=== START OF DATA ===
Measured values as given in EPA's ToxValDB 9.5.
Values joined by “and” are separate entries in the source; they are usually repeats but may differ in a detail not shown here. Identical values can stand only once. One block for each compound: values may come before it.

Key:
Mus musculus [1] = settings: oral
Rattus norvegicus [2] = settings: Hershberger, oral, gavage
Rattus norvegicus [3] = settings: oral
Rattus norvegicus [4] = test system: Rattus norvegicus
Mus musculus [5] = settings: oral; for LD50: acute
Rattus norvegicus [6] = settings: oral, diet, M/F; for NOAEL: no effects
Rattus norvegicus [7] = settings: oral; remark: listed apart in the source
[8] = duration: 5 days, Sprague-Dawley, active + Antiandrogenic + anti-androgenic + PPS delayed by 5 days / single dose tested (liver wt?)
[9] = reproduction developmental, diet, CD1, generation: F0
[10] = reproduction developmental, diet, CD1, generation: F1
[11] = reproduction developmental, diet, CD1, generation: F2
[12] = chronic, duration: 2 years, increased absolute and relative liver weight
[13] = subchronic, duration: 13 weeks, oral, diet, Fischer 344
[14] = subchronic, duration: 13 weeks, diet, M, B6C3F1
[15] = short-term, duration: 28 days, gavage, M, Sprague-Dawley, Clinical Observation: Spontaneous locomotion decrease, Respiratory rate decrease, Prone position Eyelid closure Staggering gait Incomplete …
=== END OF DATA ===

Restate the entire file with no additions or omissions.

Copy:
Measured values as given in EPA's ToxValDB 9.5.
Values joined by “and” are separate entries in the source; they are usually repeats but may differ in a detail not shown here. Identical values can stand only once. One block for each compound: values may come before it.

Key:
Mus musculus [1] = settings: oral
Rattus norvegicus [2] = settings: Hershberger, oral, gavage
Rattus norvegicus [3] = settings: oral
Rattus norvegicus [4] = test system: Rattus norvegicus
Mus musculus [5] = settings: oral; for LD50: acute
Rattus norvegicus [6] = settings: oral, diet, M/F; for NOAEL: no effects
Rattus norvegicus [7] = settings: oral; remark: listed apart in the source
[8] = duration: 5 days, Sprague-Dawley, active + Antiandrogenic + anti-androgenic + PPS delayed by 5 days / single dose tested (liver wt?)
[9] = reproduction developmental, diet, CD1, generation: F0
[10] = reproduction developmental, diet, CD1, generation: F1
[11] = reproduction developmental, diet, CD1, generation: F2
[12] = chronic, duration: 2 years, increased absolute and relative liver weight
[13] = subchronic, duration: 13 weeks, oral, diet, Fischer 344
[14] = subchronic, duration: 13 weeks, diet, M, B6C3F1
[15] = short-term, duration: 28 days, gavage, M, Sprague-Dawley, Clinical Observation: Spontaneous locomotion decrease, Respiratory rate decrease, Prone position Eyelid closure Staggering gait Incomplete …